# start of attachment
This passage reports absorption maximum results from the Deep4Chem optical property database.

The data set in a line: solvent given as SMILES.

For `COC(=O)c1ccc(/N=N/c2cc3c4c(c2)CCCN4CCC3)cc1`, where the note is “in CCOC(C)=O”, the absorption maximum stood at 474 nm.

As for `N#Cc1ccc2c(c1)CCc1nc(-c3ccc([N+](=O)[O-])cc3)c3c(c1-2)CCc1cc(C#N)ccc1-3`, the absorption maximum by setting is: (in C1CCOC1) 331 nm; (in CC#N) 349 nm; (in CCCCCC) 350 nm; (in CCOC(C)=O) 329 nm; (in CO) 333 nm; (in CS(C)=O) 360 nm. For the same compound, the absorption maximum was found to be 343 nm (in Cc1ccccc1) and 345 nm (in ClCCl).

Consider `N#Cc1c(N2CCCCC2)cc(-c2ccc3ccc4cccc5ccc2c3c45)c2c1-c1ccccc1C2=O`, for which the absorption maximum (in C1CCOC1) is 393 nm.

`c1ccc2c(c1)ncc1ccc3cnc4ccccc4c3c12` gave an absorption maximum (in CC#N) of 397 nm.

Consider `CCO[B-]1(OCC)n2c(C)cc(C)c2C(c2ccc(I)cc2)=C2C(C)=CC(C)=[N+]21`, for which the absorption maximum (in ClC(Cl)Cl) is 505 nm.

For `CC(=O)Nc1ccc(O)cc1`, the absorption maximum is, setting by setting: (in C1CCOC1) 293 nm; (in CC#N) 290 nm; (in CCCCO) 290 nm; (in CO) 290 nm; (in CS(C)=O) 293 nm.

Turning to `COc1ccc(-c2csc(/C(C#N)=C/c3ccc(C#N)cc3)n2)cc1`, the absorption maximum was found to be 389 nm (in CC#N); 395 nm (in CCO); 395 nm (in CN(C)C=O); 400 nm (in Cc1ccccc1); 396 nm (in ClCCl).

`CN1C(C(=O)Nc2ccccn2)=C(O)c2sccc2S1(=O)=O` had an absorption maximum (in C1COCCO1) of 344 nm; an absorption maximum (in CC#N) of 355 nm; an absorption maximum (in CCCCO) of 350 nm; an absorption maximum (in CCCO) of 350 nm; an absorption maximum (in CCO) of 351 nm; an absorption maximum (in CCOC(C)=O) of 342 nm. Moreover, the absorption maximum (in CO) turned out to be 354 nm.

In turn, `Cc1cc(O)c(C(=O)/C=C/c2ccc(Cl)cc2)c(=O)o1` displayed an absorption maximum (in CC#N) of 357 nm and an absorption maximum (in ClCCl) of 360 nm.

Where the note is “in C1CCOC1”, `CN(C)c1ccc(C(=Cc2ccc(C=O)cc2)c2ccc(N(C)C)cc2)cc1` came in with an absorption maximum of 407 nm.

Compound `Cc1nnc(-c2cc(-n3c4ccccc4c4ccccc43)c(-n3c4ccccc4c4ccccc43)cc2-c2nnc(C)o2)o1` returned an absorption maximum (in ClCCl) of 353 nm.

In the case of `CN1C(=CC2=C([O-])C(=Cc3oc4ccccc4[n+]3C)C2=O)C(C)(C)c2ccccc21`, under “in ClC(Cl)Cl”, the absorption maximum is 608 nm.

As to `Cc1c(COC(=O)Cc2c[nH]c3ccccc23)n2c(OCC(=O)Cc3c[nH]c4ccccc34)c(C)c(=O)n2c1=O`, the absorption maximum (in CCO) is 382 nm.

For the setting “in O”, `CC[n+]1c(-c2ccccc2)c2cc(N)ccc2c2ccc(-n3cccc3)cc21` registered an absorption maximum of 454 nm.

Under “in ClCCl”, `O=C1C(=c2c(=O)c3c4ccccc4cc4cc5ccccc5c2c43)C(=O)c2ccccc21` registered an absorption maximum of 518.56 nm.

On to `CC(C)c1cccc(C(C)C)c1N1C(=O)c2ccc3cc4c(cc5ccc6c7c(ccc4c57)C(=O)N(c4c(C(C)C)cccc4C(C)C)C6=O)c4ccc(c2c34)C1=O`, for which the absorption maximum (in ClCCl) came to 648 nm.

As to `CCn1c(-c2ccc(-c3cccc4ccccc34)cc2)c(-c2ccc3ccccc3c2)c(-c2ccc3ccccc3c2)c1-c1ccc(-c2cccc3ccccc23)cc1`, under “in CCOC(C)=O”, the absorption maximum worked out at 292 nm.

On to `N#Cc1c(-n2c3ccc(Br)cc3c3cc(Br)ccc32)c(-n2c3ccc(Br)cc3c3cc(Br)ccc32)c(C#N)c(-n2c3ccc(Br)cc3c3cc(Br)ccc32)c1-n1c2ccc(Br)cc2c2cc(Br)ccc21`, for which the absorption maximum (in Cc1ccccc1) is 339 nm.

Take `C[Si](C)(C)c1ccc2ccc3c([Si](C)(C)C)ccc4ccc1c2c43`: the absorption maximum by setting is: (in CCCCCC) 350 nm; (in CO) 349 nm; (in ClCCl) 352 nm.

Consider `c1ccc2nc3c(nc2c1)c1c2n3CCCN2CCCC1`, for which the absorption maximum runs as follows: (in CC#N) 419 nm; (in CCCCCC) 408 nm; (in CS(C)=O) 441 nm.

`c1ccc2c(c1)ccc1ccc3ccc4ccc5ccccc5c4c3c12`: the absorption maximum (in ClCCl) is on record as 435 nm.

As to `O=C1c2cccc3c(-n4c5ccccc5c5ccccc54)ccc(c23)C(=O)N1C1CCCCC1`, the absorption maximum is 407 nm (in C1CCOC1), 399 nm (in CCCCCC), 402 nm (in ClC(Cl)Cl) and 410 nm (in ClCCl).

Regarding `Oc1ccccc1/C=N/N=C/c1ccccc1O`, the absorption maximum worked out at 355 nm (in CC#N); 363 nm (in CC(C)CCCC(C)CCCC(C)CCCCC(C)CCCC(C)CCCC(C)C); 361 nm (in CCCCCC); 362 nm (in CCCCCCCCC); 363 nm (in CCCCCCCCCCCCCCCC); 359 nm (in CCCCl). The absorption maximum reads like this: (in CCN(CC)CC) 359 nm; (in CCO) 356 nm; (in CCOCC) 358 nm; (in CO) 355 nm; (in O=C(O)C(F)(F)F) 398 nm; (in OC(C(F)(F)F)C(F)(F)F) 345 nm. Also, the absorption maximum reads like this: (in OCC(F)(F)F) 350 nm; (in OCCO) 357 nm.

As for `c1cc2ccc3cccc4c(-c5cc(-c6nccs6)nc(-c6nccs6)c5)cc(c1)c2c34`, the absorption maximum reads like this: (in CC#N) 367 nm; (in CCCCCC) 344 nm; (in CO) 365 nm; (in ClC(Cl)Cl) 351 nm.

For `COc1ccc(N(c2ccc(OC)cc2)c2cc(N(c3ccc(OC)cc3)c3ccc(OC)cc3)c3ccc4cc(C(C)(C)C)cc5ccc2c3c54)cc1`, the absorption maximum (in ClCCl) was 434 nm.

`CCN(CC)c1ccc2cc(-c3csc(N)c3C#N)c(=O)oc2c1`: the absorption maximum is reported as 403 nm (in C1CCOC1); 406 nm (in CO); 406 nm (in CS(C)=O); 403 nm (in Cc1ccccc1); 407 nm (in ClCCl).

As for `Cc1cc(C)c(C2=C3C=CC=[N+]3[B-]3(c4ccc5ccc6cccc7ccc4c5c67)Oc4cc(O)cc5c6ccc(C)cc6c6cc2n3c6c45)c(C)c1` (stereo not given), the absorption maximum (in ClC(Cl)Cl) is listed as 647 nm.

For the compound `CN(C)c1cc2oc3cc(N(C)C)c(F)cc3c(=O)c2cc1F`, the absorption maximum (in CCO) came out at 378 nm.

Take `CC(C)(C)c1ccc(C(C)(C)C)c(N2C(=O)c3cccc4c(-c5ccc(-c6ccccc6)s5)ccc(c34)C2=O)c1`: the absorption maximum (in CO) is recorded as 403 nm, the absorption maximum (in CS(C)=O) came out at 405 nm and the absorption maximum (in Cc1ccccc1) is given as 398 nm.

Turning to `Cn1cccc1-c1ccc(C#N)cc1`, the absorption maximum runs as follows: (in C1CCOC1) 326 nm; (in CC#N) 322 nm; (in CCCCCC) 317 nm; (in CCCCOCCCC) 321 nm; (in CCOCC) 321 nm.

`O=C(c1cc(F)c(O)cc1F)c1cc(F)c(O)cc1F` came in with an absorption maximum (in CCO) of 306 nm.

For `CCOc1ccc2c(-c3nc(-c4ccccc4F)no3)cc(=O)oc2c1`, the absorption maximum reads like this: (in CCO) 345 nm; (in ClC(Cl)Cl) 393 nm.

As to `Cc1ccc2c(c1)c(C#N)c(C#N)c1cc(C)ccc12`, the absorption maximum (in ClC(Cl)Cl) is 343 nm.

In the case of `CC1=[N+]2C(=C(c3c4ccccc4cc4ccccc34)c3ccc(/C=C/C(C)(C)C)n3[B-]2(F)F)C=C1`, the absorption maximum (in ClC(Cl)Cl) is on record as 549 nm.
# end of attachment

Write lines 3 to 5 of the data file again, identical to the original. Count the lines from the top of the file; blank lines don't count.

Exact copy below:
For `COC(=O)c1ccc(/N=N/c2cc3c4c(c2)CCCN4CCC3)cc1`, where the note is “in CCOC(C)=O”, the absorption maximum stood at 474 nm.

As for `N#Cc1ccc2c(c1)CCc1nc(-c3ccc([N+](=O)[O-])cc3)c3c(c1-2)CCc1cc(C#N)ccc1-3`, the absorption maximum by setting is: (in C1CCOC1) 331 nm; (in CC#N) 349 nm; (in CCCCCC) 350 nm; (in CCOC(C)=O) 329 nm; (in CO) 333 nm; (in CS(C)=O) 360 nm. For the same compound, the absorption maximum was found to be 343 nm (in Cc1ccccc1) and 345 nm (in ClCCl).

Consider `N#Cc1c(N2CCCCC2)cc(-c2ccc3ccc4cccc5ccc2c3c45)c2c1-c1ccccc1C2=O`, for which the absorption maximum (in C1CCOC1) is 393 nm.